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Vet College

Is it better to go to a college that has a pre-vet/ vet program or go to a regular college for your undergraduate degree?

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Michael’s Answer

Thanks for the question. When I prepared for veterinary school (graduate school) during college, even though I majored in biology, I ran into the difficulty that the required prerequisite microbiology course was not part of the pre-med program that my college, a regular college, offered. The college was willing to work with me to tailor instruction with a veterinarian who was on the med school faculty in order for the requirement to be fulfilled to the satisfaction of the vet school I was applying to. It's something to keep in mind. I met other veterinarians over the years who had similar difficulty in regards to this microbiology course requirement (not required by med schools, to the best of my knowledge).
I think an advantage to pre-vet programs is that they can be offered at a college whose university also has a vet school. Hence, these pre-vet programs are integrated in such a way that an accelerated or fast track Bachelor's/DVM is an option. At least this was offered when I went to school back in the 90's. I don't know if this is still the case today. Such an option allows you to save tuition, but you should know what you are getting into because it is accelerated and requires you to do the same amount of coursework in less time, which only a few people will be successful in. I ended up getting into one of those universities for college (they had a vet school), but I opted not going there because I wasn't absolutely sure yet if I wanted to do only veterinary school. In other words, a regular college will allow you to change your mind if you find that your talents lie elsewhere.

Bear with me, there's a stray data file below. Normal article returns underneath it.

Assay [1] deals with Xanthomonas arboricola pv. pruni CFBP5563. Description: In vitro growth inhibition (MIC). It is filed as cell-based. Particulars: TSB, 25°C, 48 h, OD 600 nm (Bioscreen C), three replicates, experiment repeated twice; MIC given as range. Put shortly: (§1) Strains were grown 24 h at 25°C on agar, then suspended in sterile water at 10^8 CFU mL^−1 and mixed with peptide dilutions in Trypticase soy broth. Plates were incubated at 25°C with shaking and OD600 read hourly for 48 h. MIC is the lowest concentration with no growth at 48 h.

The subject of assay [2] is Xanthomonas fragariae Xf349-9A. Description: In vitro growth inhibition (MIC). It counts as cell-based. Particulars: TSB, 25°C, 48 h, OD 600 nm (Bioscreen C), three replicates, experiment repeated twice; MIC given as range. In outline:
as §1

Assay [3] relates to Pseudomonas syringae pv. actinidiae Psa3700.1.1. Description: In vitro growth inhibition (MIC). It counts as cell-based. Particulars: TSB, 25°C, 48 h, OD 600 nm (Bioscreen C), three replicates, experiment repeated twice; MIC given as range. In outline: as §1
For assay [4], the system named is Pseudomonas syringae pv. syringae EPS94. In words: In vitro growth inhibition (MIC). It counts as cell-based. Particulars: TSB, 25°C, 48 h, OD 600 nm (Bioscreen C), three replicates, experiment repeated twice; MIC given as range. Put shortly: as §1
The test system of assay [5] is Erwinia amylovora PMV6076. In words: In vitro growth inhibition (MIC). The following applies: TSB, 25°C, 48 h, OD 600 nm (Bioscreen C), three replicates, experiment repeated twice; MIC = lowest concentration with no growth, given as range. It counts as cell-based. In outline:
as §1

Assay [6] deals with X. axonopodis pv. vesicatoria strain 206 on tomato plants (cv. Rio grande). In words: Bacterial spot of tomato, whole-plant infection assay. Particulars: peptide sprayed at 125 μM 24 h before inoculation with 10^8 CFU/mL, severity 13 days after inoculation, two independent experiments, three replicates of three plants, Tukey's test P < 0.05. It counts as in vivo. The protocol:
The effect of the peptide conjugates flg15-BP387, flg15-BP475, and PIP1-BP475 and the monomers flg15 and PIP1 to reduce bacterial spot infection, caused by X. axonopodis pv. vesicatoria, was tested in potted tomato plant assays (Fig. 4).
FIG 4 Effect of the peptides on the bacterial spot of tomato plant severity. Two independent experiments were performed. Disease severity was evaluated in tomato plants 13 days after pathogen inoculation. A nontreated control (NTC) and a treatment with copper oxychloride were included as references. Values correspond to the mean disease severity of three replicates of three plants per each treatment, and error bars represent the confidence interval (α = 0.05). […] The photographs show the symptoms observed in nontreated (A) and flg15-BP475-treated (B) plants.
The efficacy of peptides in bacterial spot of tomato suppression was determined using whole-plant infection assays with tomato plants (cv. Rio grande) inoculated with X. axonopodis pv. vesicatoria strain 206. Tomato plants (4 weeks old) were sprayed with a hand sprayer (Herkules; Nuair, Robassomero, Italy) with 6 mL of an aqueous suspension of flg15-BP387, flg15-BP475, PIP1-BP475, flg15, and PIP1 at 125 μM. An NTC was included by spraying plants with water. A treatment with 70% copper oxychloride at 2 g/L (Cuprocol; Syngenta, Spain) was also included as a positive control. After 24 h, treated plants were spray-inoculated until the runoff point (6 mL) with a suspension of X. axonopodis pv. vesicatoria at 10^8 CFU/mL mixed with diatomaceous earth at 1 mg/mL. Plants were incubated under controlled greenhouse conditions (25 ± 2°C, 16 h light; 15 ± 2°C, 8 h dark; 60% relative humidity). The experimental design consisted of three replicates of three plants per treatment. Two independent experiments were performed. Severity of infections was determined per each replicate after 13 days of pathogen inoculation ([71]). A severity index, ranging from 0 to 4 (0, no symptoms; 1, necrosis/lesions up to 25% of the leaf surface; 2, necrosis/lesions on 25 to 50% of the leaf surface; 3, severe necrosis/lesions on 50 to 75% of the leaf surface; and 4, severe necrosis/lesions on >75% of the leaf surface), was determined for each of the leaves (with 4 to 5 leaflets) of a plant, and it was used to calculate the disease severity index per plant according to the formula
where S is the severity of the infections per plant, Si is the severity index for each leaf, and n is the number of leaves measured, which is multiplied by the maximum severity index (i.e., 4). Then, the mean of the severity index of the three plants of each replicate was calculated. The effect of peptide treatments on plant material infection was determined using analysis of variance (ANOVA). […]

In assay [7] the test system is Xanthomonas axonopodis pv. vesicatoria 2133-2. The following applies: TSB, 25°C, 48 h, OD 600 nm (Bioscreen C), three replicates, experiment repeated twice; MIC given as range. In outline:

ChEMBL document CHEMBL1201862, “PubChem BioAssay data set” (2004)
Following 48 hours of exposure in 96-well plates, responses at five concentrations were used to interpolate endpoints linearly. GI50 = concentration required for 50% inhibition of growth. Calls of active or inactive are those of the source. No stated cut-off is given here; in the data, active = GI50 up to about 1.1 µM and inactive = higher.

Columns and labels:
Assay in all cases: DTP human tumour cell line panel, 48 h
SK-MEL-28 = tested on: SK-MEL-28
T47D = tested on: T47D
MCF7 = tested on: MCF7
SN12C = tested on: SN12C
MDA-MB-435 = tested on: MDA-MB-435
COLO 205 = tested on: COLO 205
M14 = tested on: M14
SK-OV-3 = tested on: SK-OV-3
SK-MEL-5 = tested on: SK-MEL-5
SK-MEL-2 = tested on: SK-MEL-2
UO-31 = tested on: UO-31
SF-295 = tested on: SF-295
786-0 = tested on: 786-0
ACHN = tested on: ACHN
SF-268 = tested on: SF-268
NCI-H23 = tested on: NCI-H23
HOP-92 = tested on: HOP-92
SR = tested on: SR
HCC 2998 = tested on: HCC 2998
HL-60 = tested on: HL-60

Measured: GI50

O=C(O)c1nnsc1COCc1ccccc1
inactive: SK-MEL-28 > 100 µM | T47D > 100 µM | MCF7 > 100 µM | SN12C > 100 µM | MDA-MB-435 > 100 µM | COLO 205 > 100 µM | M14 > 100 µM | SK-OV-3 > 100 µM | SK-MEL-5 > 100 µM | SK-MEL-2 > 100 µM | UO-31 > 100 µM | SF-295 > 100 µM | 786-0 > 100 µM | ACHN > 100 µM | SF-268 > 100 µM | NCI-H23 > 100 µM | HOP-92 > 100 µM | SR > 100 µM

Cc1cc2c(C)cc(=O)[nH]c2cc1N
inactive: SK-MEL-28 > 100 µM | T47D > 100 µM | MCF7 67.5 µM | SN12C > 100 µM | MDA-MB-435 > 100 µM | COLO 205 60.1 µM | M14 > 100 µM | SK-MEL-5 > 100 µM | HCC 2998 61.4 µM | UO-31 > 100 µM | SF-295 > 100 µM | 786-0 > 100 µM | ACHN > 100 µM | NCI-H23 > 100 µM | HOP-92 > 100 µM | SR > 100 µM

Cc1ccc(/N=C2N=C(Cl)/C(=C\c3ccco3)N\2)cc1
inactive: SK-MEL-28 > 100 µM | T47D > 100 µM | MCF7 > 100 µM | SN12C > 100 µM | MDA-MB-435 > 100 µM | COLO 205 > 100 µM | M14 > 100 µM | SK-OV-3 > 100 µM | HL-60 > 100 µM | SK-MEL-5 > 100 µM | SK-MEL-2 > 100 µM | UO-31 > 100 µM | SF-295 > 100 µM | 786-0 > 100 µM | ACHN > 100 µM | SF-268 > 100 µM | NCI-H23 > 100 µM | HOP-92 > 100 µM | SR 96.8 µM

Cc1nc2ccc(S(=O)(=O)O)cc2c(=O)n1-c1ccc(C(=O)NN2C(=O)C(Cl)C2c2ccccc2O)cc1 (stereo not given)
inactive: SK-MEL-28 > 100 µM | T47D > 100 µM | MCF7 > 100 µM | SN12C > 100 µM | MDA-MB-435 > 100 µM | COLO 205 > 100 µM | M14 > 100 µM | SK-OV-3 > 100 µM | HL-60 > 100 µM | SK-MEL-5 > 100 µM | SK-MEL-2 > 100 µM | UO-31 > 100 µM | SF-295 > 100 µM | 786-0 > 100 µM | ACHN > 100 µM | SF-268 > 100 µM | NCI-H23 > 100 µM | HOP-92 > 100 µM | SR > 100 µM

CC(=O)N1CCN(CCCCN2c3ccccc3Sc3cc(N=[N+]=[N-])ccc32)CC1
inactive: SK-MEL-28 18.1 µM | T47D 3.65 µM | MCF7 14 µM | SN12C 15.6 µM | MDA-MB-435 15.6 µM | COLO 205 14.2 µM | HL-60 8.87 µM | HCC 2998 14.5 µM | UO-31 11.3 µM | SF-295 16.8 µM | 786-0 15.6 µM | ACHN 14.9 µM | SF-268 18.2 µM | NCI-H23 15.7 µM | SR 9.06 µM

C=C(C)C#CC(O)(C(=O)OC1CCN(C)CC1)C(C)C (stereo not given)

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Erica’s Answer

Hi, Victoria,

Great question! The benefit of a pre-vet/vet program is that you can feel confident you are completing the classes required for veterinarian school. However, there are many things to think about when selecting a college. Do you like the campus? Can you afford to go there without taking out a lot of loans? Is as close to home (or as far from home) as you would like to be?

If the college that fits you best does not have a pre-vet program, that is okay! A biology degree will likely fulfill all of the requirements needed for a veterinarian graduate program. You may find it helpful to read what the American Veterinary Medical Association says about vet school admission:
https://www.avma.org/resources-tools/careers/veterinary-school-admission-101
(I cannot find a way to make this link hot, so you will need to copy and paste it into your browser).

Have fun exploring your options!
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Todd’s Answer

Either way is fine as long as you make sure the courses will be accepted by the Vet school(s) you are applying to for their prerequisites for admission. I completed most of my prerequisites as part of a Bachelors degree at a different university from the Vet school, and the remainder at another school. I had checked with the Vet School prior to registering for all these classes that they would qualify for admission.
One advantage of completing your prerequisites at the same college as the Vet school is that the pre-vet course can be very similar to the actual Vet school courses. Some of my classmates remarked that first year Vet School anatomy was the same course as the undergraduate prerequisite course.
I would chose based on your individual situation, what works best for you. Just be sure to check with the admissions office at the school(s) you intend to apply to that whatever you do will advance your chances for admission.

Todd recommends the following next steps:

Check to be sure any udergrad courses will be accepted as prerequisites by the Vet school.
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